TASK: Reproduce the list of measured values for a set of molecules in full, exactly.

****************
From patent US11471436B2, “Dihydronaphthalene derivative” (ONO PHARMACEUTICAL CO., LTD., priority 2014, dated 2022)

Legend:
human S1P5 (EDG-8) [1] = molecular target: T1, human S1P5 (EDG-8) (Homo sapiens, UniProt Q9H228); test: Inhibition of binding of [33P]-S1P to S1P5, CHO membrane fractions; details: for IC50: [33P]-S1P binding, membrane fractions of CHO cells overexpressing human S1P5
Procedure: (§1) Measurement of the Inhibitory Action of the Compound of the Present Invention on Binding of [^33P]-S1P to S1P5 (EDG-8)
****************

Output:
From patent US11471436B2, “Dihydronaphthalene derivative” (ONO PHARMACEUTICAL CO., LTD., priority 2014, dated 2022)

Legend:
human S1P5 (EDG-8) [1] = molecular target: T1, human S1P5 (EDG-8) (Homo sapiens, UniProt Q9H228); test: Inhibition of binding of [33P]-S1P to S1P5, CHO membrane fractions; details: for IC50: [33P]-S1P binding, membrane fractions of CHO cells overexpressing human S1P5
Procedure: (§1) Measurement of the Inhibitory Action of the Compound of the Present Invention on Binding of [^33P]-S1P to S1P5 (EDG-8)